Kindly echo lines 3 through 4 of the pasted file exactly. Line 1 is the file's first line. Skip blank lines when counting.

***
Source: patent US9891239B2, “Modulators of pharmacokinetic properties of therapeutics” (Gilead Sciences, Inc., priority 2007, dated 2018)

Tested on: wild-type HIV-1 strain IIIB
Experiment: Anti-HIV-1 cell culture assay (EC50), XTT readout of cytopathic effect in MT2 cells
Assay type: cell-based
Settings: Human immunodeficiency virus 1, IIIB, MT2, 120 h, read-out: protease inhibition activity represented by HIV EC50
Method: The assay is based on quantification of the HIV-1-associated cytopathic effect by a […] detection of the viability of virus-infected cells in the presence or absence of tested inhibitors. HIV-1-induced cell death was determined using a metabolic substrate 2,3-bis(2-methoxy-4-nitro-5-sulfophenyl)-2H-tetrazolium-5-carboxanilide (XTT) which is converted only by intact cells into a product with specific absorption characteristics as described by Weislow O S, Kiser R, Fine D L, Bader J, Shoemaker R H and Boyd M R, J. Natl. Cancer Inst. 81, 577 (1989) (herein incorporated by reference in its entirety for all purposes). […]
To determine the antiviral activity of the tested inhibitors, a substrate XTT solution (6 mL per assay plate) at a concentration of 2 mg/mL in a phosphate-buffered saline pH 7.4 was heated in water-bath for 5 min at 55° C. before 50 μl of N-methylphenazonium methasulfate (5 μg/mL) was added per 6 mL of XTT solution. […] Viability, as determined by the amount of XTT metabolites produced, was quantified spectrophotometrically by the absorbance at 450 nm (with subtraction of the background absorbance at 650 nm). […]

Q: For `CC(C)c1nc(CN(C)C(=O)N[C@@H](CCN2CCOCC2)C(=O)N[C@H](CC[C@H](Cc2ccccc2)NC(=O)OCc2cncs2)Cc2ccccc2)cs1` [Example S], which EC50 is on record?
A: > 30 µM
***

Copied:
Experiment: Anti-HIV-1 cell culture assay (EC50), XTT readout of cytopathic effect in MT2 cells
Assay type: cell-based